Nearly 70 percent of Americans take on prescription drug a day, and over half take two, according to a 2013 study by the Mayo Clinic.
Antibiotics, antidepressants and painkillers are the most commonly prescribed.
While many people take prescription medications without developing addiction-others find themselves caught in a vicious addiction cycle, even though they followed the directed for use carefully.
Alesandra Rain started a nonprofit, Point of Return 10 years ago to help people overcome dependency on prescription drugs. Before founding the organization, Rain spent a decade addicted to prescription drugs, which she said she took exactly as her doctor prescribed.
Lisa Bahar is a licensed professional clinical counselor as well as a certified drug and alcohol counselor. She works with people challenged with chemical dependency, including prescription medications.
What kind of prescription drugs most commonly become addictive?
Alesandra Rain: Benzodiazepines [drugs that depress the central nervous system-like] Klonopin, Xanax, Valium and Ativan-are by far the most addictive and overly prescribed. This is the class that I also became trapped on.
Sleeping pills are also horribly addictive, as are antidepressants. These are the main categories we assist with, but we also get [people who are addicted to] painkillers, as opiates can be challenging for many.
Lisa Bahar: That depends on the effect the individual is seeking. In some cases, for example, people who take stimulants such as Adderall to lose weight are also dealing with an eating disorder, which motivates them to seek out the stimulant drug categories.
I also have clients with severe anxiety who may be more inclined to take mediations from a bento family of drug.
Emotional pain has the potential to become an addiction, which can lead to dependence to opiates. The euphoric feeling that results with the use of opiates can numb the pain-physically, emotionally, and mentally-and can begin a cycle of dependence that is hard to break.
What misconceptions do people have about prescription drug addiction?
Ms. Rain: That you have to be an addictive person to get trapped on these drugs. I’ve helped too many people who were on tiny doses yet had the same experience I did.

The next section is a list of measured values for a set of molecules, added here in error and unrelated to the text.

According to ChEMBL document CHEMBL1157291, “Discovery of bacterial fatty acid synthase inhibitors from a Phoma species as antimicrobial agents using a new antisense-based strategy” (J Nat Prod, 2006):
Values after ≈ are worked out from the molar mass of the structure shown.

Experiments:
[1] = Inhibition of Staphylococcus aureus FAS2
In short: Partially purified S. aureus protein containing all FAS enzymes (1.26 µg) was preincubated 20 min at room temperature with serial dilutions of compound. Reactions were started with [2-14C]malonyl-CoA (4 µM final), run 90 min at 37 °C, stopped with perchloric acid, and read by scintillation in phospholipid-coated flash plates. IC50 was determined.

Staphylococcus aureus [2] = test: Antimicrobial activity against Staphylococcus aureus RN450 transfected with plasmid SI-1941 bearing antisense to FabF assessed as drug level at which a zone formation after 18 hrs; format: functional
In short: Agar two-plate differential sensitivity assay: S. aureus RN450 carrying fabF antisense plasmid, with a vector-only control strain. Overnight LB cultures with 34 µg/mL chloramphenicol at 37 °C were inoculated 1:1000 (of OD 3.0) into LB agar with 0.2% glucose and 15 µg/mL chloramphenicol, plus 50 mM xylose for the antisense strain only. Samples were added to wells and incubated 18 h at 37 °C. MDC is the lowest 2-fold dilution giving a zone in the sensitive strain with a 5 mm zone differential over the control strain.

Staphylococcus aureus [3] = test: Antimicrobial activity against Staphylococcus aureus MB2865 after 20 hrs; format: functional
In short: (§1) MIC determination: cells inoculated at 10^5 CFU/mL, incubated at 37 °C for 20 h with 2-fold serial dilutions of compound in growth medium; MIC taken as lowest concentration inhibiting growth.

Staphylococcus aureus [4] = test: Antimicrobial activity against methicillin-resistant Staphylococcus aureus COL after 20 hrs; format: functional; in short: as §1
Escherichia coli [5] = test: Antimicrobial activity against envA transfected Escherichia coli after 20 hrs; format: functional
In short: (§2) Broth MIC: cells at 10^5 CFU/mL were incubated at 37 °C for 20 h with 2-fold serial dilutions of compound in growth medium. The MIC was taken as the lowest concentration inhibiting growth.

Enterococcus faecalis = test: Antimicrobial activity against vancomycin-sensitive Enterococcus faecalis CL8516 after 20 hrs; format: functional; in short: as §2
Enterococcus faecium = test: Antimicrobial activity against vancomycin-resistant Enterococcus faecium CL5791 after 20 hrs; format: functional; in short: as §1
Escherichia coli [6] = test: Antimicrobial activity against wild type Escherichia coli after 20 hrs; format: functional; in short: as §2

Ms. Bahar: That there is generally a dual diagnosis involved, meaning the person may have depression, anxiety, eating disorder, a personality disorder all underlying the addiction. Also, the cross-addiction idea-for example, that they are not an alcoholic, and can therefore drink socially is generally a misconception.
What are the most successful techniques you’ve found to help people quit?
Ms. Rain: With these classifications we have found a slow taper is best, but the patient needs natural help to help minimize symptoms or it is too painful. This is particularly true with benzodiazepines as the withdrawals are crippling.
Ms. Bahar: Meet a person where they are at, meaning, be there when they break through the denial—which is serving as a way to cope. Remain non-judgmental, and listen.
Have a primary care physician on board and be aware that a person has an addiction, and that they may or may not be ready to address it with a higher level of care.
What are common challenges to overcoming prescription drug addiction?
Ms. Rain: If done wrong, the withdrawals are so painful that people often reinstate and believe they can not be free.
Ms. Bahar: How insidious and tricky the addiction can be, learning how to cope with life stressors without the drug, leaning how to deal with triggers and talk about feelings in a way that will feel awkward.
What role to you recommend family and friends play in helping their loved one quit?
Ms. Rain: There is a misconception that because they are legal, they are safe. Family often misconstrue the withdrawals as worsening mental illness and then believe their loved one needs the drugs.
Ms. Bahar: Understand that a person needs time to adjust to the reality of dealing with life without the drug, which can have some emotions that are not understandable at first.
Family members need educations about their roles in the addiction. For example, the enabler, rescuer, co-user, etc.
What are some of the typical behaviors of enablers and rescuers that friends and family do without realizing it?
Ms. Bahar: Minimizing the drug use by covering up for the person, calling into work, or doing work for the person to create a facade of functioning, making excuses, rationalizing the behavior to others.
When a spouse, partner, etc. is in denial, this is what they call a defense mechanism due to the anxiety that may result if the issue is directly addressed.
Ironically, it is easier to maintain the exterior of what appears to be functioning.
*Opinions offered may not reflect the views of Point of Return.